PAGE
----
The Oregon Department of Transportation asked for feedback on its deeply unpopular plans to add tolling on Interstate 205 near Oregon City and, well, you know what they say: Be careful what you wish for.
More than 4,600 people and organizations from Oregon and Washington submitted comments during the 75-day window, ODOT said, offering input on the project’s purpose, proposed tolling scenarios and means of implementing tolls.
A majority of respondents across all demographic groups expressed “strong opposition to tolling in general or to the specifics of the I-205 Toll Project,” according to an engagement summary released by ODOT last month.
“Many commenters provided specific and reasoned justifications for their concerns and sentiment,” the report noted, including “the lack of alternative non-tolled routes or travel modes, … stated unfairness of tolling this segment of I-205 before other regional highways, and the perceived lack of travel benefits.”
ODOT said the feedback illustrated “the need for more public engagement to better explain how toll systems work, the benefits realized by tolling and how decisions will be made.”
“Clearly there is more work to do,” said Oregon Toll Program Director Lucinda Broussard. “The comments we received from the community demonstrate the confusion around this type of tolling, which makes sense considering this has never been done before in Oregon.”
The tolling area will include all lanes of I-205 in both directions from Stafford Road to Highway 213, with the actual installation likely to be at the Abernethy Bridge near Oregon City and West Linn.
There will be no physical toll booths or stops. Rather, drivers will have the option of registering for an account and tracking their trips and payments with a transponder device. Other motorists will have their license plates tracked at the tolling site and receive invoices through the mail.
The tolls will use a “fixed variable” price point that charges a higher fee during peak hours — from 6 a.m. to 9 a.m., and from 4 p.m. to 7 p.m., perhaps — and a lesser fee the rest of the day,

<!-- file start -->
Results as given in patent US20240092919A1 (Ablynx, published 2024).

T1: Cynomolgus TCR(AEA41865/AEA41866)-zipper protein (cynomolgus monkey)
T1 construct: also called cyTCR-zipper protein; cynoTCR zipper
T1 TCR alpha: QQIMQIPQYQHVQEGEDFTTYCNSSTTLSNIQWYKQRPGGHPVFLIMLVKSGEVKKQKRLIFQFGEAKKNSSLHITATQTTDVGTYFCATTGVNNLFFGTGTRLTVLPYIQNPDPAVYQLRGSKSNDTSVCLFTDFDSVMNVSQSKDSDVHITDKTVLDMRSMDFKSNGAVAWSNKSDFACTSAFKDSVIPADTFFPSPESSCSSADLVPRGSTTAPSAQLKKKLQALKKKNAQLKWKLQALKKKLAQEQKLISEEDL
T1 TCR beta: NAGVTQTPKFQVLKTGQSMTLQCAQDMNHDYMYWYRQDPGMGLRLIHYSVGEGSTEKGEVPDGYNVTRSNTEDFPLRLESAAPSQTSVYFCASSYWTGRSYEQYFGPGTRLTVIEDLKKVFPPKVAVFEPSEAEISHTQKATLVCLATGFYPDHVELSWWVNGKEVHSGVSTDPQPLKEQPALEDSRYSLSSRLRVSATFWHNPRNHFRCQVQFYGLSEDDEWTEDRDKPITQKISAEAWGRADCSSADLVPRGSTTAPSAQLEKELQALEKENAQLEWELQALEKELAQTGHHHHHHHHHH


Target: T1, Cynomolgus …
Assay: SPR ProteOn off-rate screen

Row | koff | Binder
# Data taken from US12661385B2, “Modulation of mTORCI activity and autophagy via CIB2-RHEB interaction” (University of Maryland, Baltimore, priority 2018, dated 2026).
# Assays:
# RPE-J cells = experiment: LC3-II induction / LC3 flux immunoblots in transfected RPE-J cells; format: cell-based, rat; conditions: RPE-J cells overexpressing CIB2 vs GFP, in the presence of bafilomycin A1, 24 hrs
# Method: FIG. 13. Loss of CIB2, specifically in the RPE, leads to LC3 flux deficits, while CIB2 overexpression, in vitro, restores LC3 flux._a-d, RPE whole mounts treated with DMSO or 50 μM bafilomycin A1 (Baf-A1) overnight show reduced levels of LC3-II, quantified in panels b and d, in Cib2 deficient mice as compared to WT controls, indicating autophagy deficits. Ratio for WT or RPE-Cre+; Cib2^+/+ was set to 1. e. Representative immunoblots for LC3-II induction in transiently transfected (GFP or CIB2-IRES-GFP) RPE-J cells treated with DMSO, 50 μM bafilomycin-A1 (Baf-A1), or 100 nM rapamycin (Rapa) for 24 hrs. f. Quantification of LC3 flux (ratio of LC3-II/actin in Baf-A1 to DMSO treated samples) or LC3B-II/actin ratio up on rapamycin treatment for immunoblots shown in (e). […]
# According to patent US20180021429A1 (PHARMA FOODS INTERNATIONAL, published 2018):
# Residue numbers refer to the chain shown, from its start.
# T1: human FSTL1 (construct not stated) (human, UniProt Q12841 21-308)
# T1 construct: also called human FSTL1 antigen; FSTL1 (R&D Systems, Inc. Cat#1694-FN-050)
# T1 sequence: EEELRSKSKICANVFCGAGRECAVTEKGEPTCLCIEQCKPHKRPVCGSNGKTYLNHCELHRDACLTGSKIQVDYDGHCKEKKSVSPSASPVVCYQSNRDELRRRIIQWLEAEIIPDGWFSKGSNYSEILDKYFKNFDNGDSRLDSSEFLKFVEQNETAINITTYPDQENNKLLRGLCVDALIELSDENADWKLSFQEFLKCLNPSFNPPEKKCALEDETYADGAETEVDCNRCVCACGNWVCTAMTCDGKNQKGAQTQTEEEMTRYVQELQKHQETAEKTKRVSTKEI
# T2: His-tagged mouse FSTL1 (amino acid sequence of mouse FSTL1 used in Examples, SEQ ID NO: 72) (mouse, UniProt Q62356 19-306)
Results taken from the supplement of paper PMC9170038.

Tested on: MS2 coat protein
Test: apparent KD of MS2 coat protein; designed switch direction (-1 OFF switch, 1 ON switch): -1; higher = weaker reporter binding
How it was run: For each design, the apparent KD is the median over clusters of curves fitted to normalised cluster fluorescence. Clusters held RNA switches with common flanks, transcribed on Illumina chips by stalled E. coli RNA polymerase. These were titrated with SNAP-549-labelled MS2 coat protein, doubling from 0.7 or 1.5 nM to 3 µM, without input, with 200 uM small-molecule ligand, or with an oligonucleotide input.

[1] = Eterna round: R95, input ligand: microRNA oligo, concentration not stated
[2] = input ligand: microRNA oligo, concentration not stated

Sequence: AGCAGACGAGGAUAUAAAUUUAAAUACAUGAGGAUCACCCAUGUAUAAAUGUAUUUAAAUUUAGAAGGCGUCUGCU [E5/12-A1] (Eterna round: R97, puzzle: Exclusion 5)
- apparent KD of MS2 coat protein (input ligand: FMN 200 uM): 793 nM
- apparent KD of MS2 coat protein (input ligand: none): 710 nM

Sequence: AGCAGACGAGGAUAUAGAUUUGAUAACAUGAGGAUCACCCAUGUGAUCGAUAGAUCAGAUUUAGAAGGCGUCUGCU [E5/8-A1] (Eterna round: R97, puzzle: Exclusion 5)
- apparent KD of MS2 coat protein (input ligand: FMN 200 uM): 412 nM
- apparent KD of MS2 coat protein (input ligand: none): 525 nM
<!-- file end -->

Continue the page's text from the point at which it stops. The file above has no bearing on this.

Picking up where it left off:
The primary method used to provide comments was an online survey. Based on survey data, about half of respondents live in Clackamas County and rely on I-205 for multiple trips a week. Like other demographic groups, people most affected by a potential toll expressed the greatest concerns.
“We’ve seen at the beginning of other toll projects how community support starts low,” Broussard said. “With so many unknowns, it’s easy to understand why no one wants to pay more for travel.”
However, she argued, tolling projects in regions like the Willamette Valley demonstrate that once a toll is implemented, trips improve, travel times go down and people start to appreciate and support it.
According to ODOT, other benefits from tolls can include a more reliable trip, less stress and the ability to put money back in the corridor for other transportation improvements.
The most frequently mentioned subjects of comments focused on the use of toll revenue, diversion to local streets and lack of fairness in Clackamas County and effect on underserved and underrepresented communities.
Respondents offered numerous suggestions on how impacts of tolls could be lessened, including toll discounts, improved transit, and maintaining the choice of a toll-free route.
“We appreciate all the specific suggestions and will continue to work with the community to create a system that works for us in Oregon,” Broussard said.
At a presentation in September, ODOT officials told the Canby City Council that the plans to toll I-205 could spike traffic on Highway 99E through Canby by as much as 40%.
“I’ll be honest with you: You’re dealing with a community that has a great deal of skepticism as to [your] real intent,” City Council President Tim Dale told the officials at the meeting.
“You’re dealing with a community that is going to look at your solution, which is to toll 205, as yet another example where Clackamas County is going to bear the cost of funds being diverted to Portland causes.”
The next steps for the project include conducting a detailed analysis of the benefits and impacts of tolling. The results of this analysis will be published for public review in a draft Environmental Assessment in 2022. A final decision is expected in 2023. Tolling on I‑205 would not begin before 2024.
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